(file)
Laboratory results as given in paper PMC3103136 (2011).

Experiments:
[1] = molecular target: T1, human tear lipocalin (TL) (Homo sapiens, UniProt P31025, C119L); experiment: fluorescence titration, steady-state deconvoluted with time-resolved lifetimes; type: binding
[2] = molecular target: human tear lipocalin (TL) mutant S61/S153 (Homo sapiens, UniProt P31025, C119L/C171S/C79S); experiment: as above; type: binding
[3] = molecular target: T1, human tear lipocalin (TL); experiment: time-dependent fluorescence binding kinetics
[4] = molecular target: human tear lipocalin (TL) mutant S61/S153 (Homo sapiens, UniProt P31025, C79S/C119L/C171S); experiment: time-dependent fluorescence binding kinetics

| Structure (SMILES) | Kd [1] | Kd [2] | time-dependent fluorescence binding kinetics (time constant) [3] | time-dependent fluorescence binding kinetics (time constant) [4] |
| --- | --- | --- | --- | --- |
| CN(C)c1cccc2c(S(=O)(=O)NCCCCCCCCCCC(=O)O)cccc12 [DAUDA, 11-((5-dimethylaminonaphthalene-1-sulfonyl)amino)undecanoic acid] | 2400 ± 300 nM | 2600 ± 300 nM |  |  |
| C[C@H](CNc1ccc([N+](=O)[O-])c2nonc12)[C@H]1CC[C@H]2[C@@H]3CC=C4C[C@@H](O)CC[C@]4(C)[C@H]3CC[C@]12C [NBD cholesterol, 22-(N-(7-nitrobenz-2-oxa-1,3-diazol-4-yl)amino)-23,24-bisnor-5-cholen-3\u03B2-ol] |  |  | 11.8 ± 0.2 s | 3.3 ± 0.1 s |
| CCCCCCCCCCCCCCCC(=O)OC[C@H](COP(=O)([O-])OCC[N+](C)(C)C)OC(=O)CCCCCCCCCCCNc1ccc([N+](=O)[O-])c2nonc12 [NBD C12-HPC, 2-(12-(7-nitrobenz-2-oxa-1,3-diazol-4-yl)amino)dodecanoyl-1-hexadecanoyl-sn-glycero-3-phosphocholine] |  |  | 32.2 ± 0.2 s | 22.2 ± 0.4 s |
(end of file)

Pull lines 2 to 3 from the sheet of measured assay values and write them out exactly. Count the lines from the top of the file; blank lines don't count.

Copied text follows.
Experiments:
[1] = molecular target: T1, human tear lipocalin (TL) (Homo sapiens, UniProt P31025, C119L); experiment: fluorescence titration, steady-state deconvoluted with time-resolved lifetimes; type: binding